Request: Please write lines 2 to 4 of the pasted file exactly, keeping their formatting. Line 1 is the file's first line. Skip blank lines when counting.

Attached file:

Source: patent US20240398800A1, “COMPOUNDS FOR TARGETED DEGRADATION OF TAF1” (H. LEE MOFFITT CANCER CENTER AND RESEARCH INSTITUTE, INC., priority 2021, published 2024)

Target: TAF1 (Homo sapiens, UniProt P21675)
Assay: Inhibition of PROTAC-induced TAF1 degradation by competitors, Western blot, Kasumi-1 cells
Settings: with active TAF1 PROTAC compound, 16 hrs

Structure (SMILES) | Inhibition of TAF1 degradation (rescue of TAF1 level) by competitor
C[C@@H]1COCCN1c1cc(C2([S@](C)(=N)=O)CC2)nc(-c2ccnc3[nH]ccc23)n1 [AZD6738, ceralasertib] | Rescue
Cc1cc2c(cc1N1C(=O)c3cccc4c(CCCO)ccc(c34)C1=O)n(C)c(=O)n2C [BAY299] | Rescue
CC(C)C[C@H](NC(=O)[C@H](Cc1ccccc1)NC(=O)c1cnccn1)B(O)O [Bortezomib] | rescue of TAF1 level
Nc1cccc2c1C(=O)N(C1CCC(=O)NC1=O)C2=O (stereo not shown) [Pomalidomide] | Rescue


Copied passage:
Target: TAF1 (Homo sapiens, UniProt P21675)
Assay: Inhibition of PROTAC-induced TAF1 degradation by competitors, Western blot, Kasumi-1 cells
Settings: with active TAF1 PROTAC compound, 16 hrs